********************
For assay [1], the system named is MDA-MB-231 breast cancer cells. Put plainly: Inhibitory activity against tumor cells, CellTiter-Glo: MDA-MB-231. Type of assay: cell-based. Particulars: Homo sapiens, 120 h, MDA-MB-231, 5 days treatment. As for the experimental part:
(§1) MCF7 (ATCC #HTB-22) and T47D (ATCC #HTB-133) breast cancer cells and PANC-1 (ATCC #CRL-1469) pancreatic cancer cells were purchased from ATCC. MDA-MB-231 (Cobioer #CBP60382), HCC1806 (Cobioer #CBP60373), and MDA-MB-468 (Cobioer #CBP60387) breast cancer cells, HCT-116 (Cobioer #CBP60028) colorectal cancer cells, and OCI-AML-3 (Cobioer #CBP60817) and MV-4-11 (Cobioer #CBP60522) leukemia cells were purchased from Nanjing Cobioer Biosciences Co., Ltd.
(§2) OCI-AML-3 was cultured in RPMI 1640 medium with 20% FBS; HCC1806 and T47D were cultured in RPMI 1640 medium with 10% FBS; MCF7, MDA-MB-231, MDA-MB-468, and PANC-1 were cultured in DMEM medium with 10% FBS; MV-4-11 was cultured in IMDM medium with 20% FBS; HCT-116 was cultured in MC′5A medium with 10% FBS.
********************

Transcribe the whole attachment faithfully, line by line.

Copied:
For assay [1], the system named is MDA-MB-231 breast cancer cells. Put plainly: Inhibitory activity against tumor cells, CellTiter-Glo: MDA-MB-231. Type of assay: cell-based. Particulars: Homo sapiens, 120 h, MDA-MB-231, 5 days treatment. As for the experimental part:
(§1) MCF7 (ATCC #HTB-22) and T47D (ATCC #HTB-133) breast cancer cells and PANC-1 (ATCC #CRL-1469) pancreatic cancer cells were purchased from ATCC. MDA-MB-231 (Cobioer #CBP60382), HCC1806 (Cobioer #CBP60373), and MDA-MB-468 (Cobioer #CBP60387) breast cancer cells, HCT-116 (Cobioer #CBP60028) colorectal cancer cells, and OCI-AML-3 (Cobioer #CBP60817) and MV-4-11 (Cobioer #CBP60522) leukemia cells were purchased from Nanjing Cobioer Biosciences Co., Ltd.
(§2) OCI-AML-3 was cultured in RPMI 1640 medium with 20% FBS; HCC1806 and T47D were cultured in RPMI 1640 medium with 10% FBS; MCF7, MDA-MB-231, MDA-MB-468, and PANC-1 were cultured in DMEM medium with 10% FBS; MV-4-11 was cultured in IMDM medium with 20% FBS; HCT-116 was cultured in MC′5A medium with 10% FBS.